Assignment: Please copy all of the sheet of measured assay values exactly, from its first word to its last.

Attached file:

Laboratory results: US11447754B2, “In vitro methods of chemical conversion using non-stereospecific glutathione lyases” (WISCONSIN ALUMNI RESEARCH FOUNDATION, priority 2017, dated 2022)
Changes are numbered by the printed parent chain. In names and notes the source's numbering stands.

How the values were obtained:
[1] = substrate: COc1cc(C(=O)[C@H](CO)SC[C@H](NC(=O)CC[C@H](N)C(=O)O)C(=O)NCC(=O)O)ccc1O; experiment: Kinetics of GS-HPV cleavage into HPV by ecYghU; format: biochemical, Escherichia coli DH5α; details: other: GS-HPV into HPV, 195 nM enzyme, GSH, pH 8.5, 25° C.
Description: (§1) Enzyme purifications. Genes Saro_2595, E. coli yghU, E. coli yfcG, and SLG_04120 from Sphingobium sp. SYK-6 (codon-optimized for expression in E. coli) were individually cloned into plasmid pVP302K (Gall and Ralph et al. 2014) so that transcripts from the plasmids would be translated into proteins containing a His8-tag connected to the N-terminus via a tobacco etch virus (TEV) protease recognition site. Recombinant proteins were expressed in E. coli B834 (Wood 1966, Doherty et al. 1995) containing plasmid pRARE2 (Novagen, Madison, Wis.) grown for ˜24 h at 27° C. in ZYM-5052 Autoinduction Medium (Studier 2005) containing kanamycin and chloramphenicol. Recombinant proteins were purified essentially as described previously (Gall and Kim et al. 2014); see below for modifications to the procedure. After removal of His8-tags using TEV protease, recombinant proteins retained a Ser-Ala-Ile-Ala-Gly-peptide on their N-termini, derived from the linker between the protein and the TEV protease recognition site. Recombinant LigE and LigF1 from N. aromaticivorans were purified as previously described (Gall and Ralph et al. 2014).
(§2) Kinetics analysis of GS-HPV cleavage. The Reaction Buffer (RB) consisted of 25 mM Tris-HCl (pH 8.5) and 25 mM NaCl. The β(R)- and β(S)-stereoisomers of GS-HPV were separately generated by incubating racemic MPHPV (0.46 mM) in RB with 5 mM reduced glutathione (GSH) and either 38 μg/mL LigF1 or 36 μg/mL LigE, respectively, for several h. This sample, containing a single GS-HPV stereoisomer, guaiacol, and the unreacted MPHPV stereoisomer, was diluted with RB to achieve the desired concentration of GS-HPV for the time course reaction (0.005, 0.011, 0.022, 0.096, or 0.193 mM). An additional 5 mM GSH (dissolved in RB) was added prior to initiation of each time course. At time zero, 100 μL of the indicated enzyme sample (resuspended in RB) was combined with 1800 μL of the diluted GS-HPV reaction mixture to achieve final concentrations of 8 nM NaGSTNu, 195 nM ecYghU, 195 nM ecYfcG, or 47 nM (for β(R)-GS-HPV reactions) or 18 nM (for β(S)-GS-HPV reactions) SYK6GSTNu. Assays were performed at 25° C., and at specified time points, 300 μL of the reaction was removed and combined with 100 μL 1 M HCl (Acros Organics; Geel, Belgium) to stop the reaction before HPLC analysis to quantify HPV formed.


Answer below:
Laboratory results: US11447754B2, “In vitro methods of chemical conversion using non-stereospecific glutathione lyases” (WISCONSIN ALUMNI RESEARCH FOUNDATION, priority 2017, dated 2022)
Changes are numbered by the printed parent chain. In names and notes the source's numbering stands.

How the values were obtained:
[1] = substrate: COc1cc(C(=O)[C@H](CO)SC[C@H](NC(=O)CC[C@H](N)C(=O)O)C(=O)NCC(=O)O)ccc1O; experiment: Kinetics of GS-HPV cleavage into HPV by ecYghU; format: biochemical, Escherichia coli DH5α; details: other: GS-HPV into HPV, 195 nM enzyme, GSH, pH 8.5, 25° C.
Description: (§1) Enzyme purifications. Genes Saro_2595, E. coli yghU, E. coli yfcG, and SLG_04120 from Sphingobium sp. SYK-6 (codon-optimized for expression in E. coli) were individually cloned into plasmid pVP302K (Gall and Ralph et al. 2014) so that transcripts from the plasmids would be translated into proteins containing a His8-tag connected to the N-terminus via a tobacco etch virus (TEV) protease recognition site. Recombinant proteins were expressed in E. coli B834 (Wood 1966, Doherty et al. 1995) containing plasmid pRARE2 (Novagen, Madison, Wis.) grown for ˜24 h at 27° C. in ZYM-5052 Autoinduction Medium (Studier 2005) containing kanamycin and chloramphenicol. Recombinant proteins were purified essentially as described previously (Gall and Kim et al. 2014); see below for modifications to the procedure. After removal of His8-tags using TEV protease, recombinant proteins retained a Ser-Ala-Ile-Ala-Gly-peptide on their N-termini, derived from the linker between the protein and the TEV protease recognition site. Recombinant LigE and LigF1 from N. aromaticivorans were purified as previously described (Gall and Ralph et al. 2014).
(§2) Kinetics analysis of GS-HPV cleavage. The Reaction Buffer (RB) consisted of 25 mM Tris-HCl (pH 8.5) and 25 mM NaCl. The β(R)- and β(S)-stereoisomers of GS-HPV were separately generated by incubating racemic MPHPV (0.46 mM) in RB with 5 mM reduced glutathione (GSH) and either 38 μg/mL LigF1 or 36 μg/mL LigE, respectively, for several h. This sample, containing a single GS-HPV stereoisomer, guaiacol, and the unreacted MPHPV stereoisomer, was diluted with RB to achieve the desired concentration of GS-HPV for the time course reaction (0.005, 0.011, 0.022, 0.096, or 0.193 mM). An additional 5 mM GSH (dissolved in RB) was added prior to initiation of each time course. At time zero, 100 μL of the indicated enzyme sample (resuspended in RB) was combined with 1800 μL of the diluted GS-HPV reaction mixture to achieve final concentrations of 8 nM NaGSTNu, 195 nM ecYghU, 195 nM ecYfcG, or 47 nM (for β(R)-GS-HPV reactions) or 18 nM (for β(S)-GS-HPV reactions) SYK6GSTNu. Assays were performed at 25° C., and at specified time points, 300 μL of the reaction was removed and combined with 100 μL 1 M HCl (Acros Organics; Geel, Belgium) to stop the reaction before HPLC analysis to quantify HPV formed.